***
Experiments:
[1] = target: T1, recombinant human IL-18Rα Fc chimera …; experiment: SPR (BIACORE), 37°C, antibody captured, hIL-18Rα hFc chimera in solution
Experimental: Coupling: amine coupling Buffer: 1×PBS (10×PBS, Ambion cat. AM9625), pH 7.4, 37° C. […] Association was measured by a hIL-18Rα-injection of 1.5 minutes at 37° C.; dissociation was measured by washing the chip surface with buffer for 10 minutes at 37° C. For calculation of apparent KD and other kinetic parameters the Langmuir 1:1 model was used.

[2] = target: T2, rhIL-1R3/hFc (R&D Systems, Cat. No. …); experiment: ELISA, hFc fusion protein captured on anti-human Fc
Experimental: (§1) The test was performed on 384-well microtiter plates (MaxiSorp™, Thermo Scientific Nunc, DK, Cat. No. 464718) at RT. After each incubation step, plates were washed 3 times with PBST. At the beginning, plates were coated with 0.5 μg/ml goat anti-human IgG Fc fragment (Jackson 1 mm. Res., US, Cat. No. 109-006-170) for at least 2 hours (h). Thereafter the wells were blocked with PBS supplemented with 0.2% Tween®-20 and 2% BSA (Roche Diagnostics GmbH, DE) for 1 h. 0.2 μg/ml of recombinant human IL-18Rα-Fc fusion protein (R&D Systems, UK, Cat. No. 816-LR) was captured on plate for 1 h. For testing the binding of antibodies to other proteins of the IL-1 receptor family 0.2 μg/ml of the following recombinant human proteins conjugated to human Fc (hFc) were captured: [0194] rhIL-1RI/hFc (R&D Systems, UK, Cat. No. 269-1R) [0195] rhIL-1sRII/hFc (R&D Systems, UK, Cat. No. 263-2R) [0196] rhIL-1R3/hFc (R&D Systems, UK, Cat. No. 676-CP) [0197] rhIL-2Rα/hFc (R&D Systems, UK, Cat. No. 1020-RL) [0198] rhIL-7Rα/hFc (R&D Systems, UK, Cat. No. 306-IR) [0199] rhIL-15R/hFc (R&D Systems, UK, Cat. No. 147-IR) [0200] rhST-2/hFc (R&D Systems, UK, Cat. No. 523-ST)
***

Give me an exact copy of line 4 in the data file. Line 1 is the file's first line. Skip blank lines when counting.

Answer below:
[2] = target: T2, rhIL-1R3/hFc (R&D Systems, Cat. No. …); experiment: ELISA, hFc fusion protein captured on anti-human Fc